By December of 1913, Henry Farman concludes that the hydro market is not for him and his brother, as other manufacturers are pulling ahead in development.

Maurice Farman MF.11

Maurice Farman MF.11

Instead, the company concentrates on its “land” aircraft, as they sell plenty: RFC regiments and R.N.A.S. in England (HF-11 and HF-20); Denmark buys MF-6 biplanes; Australia buys MF-7 and MF-11’s; Sweden (HF-26); Italy; Spain (MF-7); Serbia (HF-11),  Japan (MF-7); China ( HF-11);  and Norway (MF-22).

The HF-26, which debuts in January of 1914 has some 3,300 produced during the Great War (WWI) through 1916.

As for the non-seaplane version… it’s famous in its own right.

The HF.14 was used as a trainer during WWI, but mostly it was a recreational racing plane, with French pilot Maurice R. Chevillard actually becoming the first person to ever loop-de-loop a biplane on November 6, 1913.

Boston Herald, November 10, 1913
Several Loops In Aeroplane
Maurice Chevillard Gives an Astonishing Performance at Juvisy
JUVISY, France. Nov. 9—Maurice Chevillard, the aviator, made several complete aerial loops in a biplane this afternoon before 10,000 spectators. After giving a wonderful aerial acrobatic performance, he flew head downward and made five loops at a height of 3,500 feet, three of the consecutively.

Bismark Daily Tribune (North Dakota, November 19, 1913:
Record Air Acrobatics
Buc, France, Nov. 18—Maurice Chevillard, French aviator, established a new record for turning somersaults in the air carrying a passenger in his machine. He accomplished the aerial loop twice in brilliant fashion, going through the performance apparently with as much ease as if he was alone.

The Sun (New York), November 20, 1913 , a couple of weeks after his feat:
More that 1,000 women pleaded with the aviator Chevillard at Buc on Tuesday to be allowed to loop the loop when he performed that daring feat in his monoplane. Probably no woman would venture to try the trick herself; but to be at a man’s side when he does it, and to trust his skill and courage, that is another thing. It is a theme for psychologists and the “militants.”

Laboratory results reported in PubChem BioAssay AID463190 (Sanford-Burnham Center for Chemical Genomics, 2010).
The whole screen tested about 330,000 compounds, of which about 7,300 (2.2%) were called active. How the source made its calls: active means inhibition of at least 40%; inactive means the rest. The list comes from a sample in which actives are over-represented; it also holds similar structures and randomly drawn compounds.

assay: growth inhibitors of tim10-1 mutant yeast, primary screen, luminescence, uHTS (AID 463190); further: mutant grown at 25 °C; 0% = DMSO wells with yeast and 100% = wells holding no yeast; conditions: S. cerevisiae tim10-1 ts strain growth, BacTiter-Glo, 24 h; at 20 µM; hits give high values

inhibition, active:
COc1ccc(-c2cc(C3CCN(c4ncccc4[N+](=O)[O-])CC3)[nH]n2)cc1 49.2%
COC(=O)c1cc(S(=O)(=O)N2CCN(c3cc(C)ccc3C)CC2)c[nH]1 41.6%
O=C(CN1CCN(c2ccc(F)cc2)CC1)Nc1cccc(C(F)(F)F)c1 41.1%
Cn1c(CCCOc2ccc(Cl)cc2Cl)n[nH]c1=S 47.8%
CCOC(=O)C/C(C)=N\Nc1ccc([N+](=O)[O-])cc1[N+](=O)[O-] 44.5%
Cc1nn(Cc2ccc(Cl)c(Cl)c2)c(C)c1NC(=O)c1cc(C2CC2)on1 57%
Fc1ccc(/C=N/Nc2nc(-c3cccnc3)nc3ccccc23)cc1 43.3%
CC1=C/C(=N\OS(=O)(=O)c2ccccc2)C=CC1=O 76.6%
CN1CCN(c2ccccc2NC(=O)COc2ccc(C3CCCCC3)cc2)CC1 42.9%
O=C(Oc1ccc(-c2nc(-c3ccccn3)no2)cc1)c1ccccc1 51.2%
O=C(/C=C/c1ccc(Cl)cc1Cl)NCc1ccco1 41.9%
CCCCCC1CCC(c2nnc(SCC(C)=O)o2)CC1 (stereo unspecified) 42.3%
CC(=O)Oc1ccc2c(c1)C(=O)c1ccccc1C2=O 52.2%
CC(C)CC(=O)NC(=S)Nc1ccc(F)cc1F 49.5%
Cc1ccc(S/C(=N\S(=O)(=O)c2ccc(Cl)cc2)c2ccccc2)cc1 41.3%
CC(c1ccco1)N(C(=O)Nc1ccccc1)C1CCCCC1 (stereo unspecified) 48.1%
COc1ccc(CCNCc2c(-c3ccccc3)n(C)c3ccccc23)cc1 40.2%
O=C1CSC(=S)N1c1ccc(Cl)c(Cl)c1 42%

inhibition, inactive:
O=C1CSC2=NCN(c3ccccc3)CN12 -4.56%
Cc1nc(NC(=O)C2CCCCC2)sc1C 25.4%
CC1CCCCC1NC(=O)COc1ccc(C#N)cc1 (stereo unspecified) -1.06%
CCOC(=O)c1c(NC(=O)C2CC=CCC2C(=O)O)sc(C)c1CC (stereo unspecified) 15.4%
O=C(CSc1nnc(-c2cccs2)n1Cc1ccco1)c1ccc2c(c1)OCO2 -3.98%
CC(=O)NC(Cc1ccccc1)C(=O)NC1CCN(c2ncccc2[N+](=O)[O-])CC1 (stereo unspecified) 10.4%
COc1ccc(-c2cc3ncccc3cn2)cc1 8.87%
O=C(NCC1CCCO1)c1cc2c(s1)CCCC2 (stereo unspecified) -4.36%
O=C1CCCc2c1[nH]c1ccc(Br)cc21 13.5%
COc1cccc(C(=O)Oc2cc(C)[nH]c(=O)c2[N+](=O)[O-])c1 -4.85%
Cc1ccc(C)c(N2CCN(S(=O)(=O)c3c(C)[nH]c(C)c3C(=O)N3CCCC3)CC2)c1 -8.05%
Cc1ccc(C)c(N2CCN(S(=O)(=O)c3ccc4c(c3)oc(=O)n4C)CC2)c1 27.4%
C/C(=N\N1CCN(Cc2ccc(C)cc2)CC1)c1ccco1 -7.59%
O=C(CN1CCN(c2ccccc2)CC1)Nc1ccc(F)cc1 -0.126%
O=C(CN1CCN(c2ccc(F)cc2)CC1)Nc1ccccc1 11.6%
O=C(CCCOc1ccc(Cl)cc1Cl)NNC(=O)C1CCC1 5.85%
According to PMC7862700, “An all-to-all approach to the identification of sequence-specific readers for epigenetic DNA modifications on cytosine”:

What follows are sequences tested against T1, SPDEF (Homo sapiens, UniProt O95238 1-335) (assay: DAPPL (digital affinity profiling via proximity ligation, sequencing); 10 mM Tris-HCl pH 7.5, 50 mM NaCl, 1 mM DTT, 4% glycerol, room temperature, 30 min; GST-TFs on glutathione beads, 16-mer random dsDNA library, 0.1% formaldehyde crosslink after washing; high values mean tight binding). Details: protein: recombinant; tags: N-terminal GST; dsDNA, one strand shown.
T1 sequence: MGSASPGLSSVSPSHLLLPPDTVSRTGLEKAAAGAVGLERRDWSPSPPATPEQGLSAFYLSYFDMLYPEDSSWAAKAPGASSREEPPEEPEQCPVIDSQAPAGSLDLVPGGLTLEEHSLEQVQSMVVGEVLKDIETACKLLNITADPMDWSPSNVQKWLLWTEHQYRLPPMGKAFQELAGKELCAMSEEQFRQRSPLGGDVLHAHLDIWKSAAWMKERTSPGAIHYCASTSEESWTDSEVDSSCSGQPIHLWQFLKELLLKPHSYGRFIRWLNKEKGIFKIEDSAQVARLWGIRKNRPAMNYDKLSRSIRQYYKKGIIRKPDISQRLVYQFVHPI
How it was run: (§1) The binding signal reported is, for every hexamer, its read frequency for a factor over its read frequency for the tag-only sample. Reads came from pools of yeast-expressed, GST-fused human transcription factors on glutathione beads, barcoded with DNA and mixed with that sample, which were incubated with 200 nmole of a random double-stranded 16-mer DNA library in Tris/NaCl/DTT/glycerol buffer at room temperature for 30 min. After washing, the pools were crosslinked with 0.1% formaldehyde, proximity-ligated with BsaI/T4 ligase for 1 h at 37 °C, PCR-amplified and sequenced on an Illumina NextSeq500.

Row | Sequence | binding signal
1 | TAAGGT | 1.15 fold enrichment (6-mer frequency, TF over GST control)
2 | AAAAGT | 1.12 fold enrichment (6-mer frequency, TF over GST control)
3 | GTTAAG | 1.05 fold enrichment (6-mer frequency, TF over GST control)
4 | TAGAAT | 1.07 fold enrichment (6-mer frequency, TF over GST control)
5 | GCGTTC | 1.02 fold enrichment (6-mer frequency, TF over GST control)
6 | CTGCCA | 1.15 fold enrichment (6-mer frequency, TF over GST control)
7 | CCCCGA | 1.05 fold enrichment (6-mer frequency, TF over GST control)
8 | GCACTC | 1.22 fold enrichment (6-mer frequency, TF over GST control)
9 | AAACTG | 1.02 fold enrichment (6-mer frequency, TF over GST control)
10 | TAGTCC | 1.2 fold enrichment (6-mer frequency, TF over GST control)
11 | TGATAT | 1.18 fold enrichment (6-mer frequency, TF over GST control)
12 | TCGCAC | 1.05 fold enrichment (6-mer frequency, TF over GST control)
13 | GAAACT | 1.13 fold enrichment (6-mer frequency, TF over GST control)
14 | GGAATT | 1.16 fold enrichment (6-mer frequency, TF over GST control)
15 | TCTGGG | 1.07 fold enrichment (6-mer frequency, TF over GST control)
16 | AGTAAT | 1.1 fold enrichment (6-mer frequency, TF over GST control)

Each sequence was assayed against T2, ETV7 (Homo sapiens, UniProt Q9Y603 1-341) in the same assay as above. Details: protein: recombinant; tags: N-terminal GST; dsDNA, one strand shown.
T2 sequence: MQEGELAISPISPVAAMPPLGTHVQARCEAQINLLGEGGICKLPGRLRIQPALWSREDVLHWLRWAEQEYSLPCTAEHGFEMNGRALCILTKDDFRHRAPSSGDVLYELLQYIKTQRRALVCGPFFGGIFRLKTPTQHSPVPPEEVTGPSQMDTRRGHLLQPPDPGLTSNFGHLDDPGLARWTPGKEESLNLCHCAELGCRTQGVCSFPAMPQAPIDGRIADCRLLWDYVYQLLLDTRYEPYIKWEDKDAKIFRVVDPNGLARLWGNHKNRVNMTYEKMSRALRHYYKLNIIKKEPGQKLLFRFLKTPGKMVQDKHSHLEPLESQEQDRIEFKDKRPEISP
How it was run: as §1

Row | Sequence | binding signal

That’s about all I could find on the hydro/sea planes manufactured by the Farman brothers Maurice and Henri.

I added in this last segment on the loops just because it was a first, not because it had anything to do with the hydro aircraft.

I tossed The Sun article in just so we could see just how sexist the newspapers were 100 years ago.

 

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About mreman47

Andrew was born in London, UK, raised in Toronto, Canada, and cavorted in Ohtawara, Japan for three years. He is married, has a son and a cat. He has over 35,000 comic books and a plethora of pioneer aviation-related tobacco and sports cards and likes to build LEGO dioramas. Along with writing for a monthly industrial magazine, he also writes comic books and hates writing in the 3rd person. He also hates having to write this crap that no one will ever read. Along with the daily Japan - It's A Wonderful Rife blog, when he feels the hate, will also write another blog entitled: You Know What I Hate? He also works on his Pioneers Of Aviation - a cool blog on early fliers. He also wants to do more writing - for money, though. Help him out so he can stop talking in the 3rd person.